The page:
One of our main goals is to provide you with a surgical experience that is as comfortable as it is effective. That’s why we offer several methods of sedation. Dr. Kaufman or Dr. Roemer will work with you to decide on a personalized sedation plan that will give you the care you need while ensuring your comfort and safety every step of the way.
The most common type of local anesthetic is lidocaine, which is administered by injection into the surgical area. The use of a local anesthetic alone is excellent for simple surgical procedures. Local anesthetic will always be used in conjunction with any other methods of sedation you require.
Nitrous Oxide Sedation with Local Anesthetic
Nitrous oxide, or laughing gas, is administered through a small mask that fits over your nose. It is an effective way to calm anxiety and decrease pain.
At the end of your surgery, you’ll resume breathing regular oxygen, and all the effects of nitrous oxide will disappear, so you can resume your normal activities immediately, including driving yourself home.
In-office General Anesthesia (aka IV Sedation)
Drs. Kaufman and Roemer are licensed by the state to administer general anesthesia, so you can receive the care you need in the comfort of our office. We provide this with IV sedation for patients who need all types of oral surgery.
Patients who receive in-office IV sedation often have no recollection of the treatment. Vital signs are monitored throughout the entire procedure, which allows for a safe and comfortable experience. The medications we use produce anxiolysis and a reduced state of consciousness, while simultaneously allowing the patient to maintain his or her own protective reflexes and continue breathing throughout the procedure.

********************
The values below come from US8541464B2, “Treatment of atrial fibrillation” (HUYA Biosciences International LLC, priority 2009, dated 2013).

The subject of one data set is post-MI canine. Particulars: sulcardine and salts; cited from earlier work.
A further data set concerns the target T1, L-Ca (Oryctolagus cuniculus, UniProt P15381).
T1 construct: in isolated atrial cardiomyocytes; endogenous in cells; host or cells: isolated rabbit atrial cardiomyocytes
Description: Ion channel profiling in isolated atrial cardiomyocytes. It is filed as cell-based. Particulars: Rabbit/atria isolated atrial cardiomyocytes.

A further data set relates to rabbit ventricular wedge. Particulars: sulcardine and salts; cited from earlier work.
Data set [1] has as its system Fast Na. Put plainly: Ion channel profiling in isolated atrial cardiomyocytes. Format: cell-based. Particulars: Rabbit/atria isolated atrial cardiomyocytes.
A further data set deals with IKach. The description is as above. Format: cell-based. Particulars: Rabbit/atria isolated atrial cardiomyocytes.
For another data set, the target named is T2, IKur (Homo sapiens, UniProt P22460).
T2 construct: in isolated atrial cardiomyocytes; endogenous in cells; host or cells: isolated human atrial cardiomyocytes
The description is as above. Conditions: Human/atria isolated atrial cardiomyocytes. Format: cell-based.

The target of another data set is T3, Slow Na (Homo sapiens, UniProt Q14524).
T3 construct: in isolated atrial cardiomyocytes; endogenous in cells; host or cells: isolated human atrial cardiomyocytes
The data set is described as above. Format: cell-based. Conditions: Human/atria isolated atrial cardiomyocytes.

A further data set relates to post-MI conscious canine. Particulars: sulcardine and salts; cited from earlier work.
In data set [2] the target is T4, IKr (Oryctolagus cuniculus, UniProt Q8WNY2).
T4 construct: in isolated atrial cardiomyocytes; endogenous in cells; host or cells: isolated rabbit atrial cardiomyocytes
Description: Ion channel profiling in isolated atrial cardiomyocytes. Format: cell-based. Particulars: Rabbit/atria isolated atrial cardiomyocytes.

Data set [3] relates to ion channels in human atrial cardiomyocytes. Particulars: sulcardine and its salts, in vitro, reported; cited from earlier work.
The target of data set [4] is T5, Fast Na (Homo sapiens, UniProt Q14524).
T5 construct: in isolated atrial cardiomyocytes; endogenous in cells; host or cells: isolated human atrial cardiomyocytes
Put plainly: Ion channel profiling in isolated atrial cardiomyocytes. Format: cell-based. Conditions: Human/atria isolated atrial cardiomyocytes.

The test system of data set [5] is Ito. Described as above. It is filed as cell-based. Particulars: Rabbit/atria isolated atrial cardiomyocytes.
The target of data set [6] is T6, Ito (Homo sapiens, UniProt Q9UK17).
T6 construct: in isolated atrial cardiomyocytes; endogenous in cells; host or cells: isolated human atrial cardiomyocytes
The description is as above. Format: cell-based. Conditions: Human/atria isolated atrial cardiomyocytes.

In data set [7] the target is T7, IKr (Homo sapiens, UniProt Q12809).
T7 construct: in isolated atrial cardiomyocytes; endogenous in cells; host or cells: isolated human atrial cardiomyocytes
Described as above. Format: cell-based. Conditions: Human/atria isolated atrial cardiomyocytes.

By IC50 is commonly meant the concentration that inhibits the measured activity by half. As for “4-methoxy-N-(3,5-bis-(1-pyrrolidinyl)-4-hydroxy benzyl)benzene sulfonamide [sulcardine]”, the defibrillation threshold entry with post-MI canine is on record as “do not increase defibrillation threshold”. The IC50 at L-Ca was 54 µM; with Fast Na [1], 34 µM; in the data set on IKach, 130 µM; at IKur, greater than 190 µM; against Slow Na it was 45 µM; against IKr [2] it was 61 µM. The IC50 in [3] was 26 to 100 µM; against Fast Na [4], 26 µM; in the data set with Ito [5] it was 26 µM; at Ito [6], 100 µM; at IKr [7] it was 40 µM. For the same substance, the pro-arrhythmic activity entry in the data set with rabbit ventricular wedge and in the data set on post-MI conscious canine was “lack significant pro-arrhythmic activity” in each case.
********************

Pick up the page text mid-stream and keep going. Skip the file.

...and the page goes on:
It is required that patients who receive IV sedation have a driver accompany them to appointments and stay at the office for the duration of the appointment.
Hospital-Based General Anesthesia
In some cases, we recommend oral surgery in a hospital setting. This is generally for patients who have complex medical conditions, or are not candidates for in-office anesthesia. General anesthesia administered in a hospital setting is done by an anesthesiologist, who will also monitor your vital signs throughout the procedure.
Pre- and Post-Sedation Care
Unless instructed otherwise by our office, do not eat or drink eight hours prior to your surgical appointment, with the exception of daily medications taken with a small amount of water.
Because general anesthesia causes drowsiness for several hours after it is administered, you will be required to have a family member or friend drive you to and from your appointment. After your treatment, you should not drive, drink alcohol, or operate machinery for 24 hours.